Illinois Natural History Survey - University of Illinois

Common Green Darner Dragonfly

Susan Post

 

By late summer the cicada/katydid droning has reached a crescendo and if you venture out during the late afternoon you might be rewarded with gatherings of large dragonflies, dancing, swirling, and dipping above you. Yet this whirlwind of dragonflies seem to always be just out of reach of an entomologist’s net. These large dragonflies are the common green darners, Anax junius. Their name means “Lord and master of June,” even though these insects may be found from early spring to the first weeks of fall.

The green darner,  one of the largest dragonflies (2.5 to 3.25 inches long), is found in every state, including Alaska and Hawaii. Both sexes have  “bull’s-eyes” on top of their foreheads and unmarked, green thoraxes. Mature males have blue abdomens while females’ and immature males’ abdomens are a rusty brown. Their preferred habitat is any type of slow or still water that is vegetated. Females oviposit their eggs in mats of algae, pieces of rotting wood, in the stems of growing plants at the edge of pond, or in floating vegetation.

Once the eggs hatch, the green darners begin life in the water as dull-colored, predatory larvae, called naiads.  These naiads are varying shades of brown and green, which offer camouflage in the mud and debris as they climb about the submerged vegetation of their watery habitat.  Naiads will tackle any unfortunate small crustaceans, minnows, tadpoles, or their favorite prey, immature mosquito larvae, that get in their path. To capture their prey the naiads’ lower jaws have modified structures, like “folded grappling hooks.” This modification is called a labium.  It can shoot out in a hundredth of a second, seizing its victim with two grasping hooks at the tips. When not in use, it is folded underneath the head. In addition to the labium, the naiads also use jet propulsion to make sure they can make a fast getaway from predators. By expelling water out the ends of their abdomens, somewhat like hydraulic cannons, they can rocket two to three inches through the water and away from any predator.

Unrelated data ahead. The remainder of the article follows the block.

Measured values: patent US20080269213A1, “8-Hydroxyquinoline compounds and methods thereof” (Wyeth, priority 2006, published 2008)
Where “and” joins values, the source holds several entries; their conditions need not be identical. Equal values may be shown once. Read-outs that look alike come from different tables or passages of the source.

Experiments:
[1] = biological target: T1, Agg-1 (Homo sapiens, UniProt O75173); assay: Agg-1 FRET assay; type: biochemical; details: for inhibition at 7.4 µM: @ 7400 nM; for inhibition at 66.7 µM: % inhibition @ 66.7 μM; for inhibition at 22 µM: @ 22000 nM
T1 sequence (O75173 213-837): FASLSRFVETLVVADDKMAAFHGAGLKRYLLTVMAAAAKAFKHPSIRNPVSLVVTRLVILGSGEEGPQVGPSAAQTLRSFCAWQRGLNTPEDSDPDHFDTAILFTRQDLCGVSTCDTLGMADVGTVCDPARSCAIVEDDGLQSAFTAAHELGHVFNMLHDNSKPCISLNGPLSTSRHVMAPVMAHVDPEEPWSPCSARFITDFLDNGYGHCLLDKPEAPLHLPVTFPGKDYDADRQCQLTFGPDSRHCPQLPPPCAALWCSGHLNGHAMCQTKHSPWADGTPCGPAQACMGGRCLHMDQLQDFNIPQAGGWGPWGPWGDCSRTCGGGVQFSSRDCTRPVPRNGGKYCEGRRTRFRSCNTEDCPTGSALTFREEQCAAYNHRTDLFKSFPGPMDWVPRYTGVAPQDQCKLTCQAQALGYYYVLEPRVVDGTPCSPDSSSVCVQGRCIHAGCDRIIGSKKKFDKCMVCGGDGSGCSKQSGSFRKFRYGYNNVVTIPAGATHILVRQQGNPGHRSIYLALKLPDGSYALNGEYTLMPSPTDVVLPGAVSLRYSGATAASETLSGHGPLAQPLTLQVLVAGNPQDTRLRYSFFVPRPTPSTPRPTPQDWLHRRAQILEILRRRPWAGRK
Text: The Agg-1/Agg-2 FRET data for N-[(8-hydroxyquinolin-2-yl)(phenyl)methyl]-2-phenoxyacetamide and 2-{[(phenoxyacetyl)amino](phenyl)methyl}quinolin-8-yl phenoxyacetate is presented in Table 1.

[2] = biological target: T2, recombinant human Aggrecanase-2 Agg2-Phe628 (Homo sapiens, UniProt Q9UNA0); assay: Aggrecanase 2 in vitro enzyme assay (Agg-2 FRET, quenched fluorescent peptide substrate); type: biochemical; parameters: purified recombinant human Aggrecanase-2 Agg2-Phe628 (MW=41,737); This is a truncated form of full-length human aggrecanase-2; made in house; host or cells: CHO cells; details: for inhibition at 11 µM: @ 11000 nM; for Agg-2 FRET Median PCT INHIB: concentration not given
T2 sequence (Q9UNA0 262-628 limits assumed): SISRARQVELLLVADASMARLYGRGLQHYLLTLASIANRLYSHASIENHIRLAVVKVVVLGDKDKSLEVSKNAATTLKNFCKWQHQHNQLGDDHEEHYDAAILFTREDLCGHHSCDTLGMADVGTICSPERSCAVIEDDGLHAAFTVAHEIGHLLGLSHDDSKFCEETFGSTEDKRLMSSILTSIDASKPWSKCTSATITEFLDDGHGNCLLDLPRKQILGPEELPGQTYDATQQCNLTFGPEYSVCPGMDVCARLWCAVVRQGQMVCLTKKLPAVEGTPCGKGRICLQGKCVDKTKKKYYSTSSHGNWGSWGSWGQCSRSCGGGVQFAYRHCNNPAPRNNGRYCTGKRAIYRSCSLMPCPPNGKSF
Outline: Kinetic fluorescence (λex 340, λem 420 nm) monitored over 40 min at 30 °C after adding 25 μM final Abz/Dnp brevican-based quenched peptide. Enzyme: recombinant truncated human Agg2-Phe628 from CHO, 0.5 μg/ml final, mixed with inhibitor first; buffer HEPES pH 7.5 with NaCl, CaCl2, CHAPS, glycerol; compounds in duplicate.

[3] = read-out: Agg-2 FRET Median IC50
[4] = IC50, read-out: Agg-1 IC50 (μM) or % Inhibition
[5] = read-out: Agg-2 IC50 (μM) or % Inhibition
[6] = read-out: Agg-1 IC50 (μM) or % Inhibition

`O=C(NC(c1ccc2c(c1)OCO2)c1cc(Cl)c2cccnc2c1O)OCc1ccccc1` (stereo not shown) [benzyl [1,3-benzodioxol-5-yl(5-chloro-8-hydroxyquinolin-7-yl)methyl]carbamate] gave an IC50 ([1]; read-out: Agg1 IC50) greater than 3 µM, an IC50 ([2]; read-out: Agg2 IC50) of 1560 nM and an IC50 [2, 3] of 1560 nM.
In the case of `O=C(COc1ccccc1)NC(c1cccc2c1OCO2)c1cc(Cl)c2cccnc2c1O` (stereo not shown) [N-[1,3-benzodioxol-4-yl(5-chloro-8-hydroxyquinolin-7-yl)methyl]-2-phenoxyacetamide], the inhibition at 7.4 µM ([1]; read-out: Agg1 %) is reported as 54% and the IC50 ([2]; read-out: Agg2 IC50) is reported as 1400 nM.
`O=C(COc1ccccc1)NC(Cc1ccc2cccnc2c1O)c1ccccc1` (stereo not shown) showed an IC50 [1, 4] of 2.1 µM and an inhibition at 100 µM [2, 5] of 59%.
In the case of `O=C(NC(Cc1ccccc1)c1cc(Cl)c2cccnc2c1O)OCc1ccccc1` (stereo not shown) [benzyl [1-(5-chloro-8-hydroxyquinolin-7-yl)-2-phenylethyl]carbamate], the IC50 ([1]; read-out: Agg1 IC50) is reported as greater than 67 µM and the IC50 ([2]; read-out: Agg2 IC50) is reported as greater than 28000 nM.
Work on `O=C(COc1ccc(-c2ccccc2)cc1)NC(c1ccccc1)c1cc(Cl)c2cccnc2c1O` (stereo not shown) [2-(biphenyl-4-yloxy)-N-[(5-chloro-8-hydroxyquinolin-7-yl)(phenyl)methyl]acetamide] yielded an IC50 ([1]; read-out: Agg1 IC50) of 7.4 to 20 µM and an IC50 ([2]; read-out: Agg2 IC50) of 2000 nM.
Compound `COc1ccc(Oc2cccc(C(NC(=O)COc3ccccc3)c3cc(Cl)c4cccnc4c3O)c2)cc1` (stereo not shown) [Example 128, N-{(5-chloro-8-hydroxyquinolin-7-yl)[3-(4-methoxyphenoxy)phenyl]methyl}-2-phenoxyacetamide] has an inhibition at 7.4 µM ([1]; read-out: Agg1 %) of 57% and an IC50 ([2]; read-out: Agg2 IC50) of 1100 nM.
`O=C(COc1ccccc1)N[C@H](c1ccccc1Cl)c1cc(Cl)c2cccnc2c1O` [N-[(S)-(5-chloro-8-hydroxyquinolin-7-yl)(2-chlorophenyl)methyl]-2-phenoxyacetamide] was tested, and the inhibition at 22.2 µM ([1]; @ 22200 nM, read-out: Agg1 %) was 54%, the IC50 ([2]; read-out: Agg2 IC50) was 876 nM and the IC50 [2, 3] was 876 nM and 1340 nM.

After one or more years of aquatic life (depending on food availability), and  if the naiads have been able to avoid the attention of fish (their chief predators), they will climb out of the water and metamorphose into adults. A dragonfly specialist quipped that the process of a naiad becoming a flying machine was “somewhat comparable to taking an automobile and transforming it into a small jet airplane.” Emergence from the water usually occurs at night. The naiad climbs out of the water onto a stick, plant, or anything that projects out of the water, and attaches itself. It’s skin splits down the back and the adult emerges soft and glossy with crumpled wings; this is a dragonfly’s most vulnerable stage as it pumps blood into its wings and waits for them to harden.

Adults support two pairs of rigid, transparent wings, which are held outstretched even at rest, and a long, thick body. They do not fold their wings and a comparison would be if humans had eight-foot 2 by 4s strapped to their hands to help them move about! Dragonflies do not give any outward appearance of grace on the wing, however, they are the best flyers in the insect kingdom, with some species having been clocked at over 35 miles per hour as they fly forward, backward, or sideways. The wings are asynchronous—they operate independently. One-third to one-half their body mass is devoted to flight muscles.

Their eyes are the largest in the insect world and are so big that their heads appear to be all eyes. They have three simple eyes (ocelli) and a single pair of compound eyes that gives them a nearly 360-degree field of vision, resulting in excellent eyesight.  They can observe insect prey up to 40 yards away. 

Their forward-directed legs are located in a cluster near the front of the thorax and are arranged in a basketlike way to catch prey (prey basket) and quickly transfer it to the mouth.  Dragonflies are so well-adapted as airborne predators that their legs are nearly useless for walking. 

Names for dragonflies were based on their fierce appearance and the belief of their nasty abilities.  The unenlightened once thought dragonflies were capable of sewing shut the mouths of men who cursed and women who scolded or they sewed up the ears of people who enjoyed gossip.  From these myths a variety of names sprung up such as—snake doctors, horse stingers, sewing needles, and the Devil’s darning needle. The myths and names are in reference to the distinctive shapes of their abdomens and the mistaken belief that dragonflies are capable of inflicting stings and harmful to mankind.  The only harm the insects do, however, is to mosquitoes, gnats,  and flies, some of their favorite foods; thus earning them the name mosquito hawks. 

 

 

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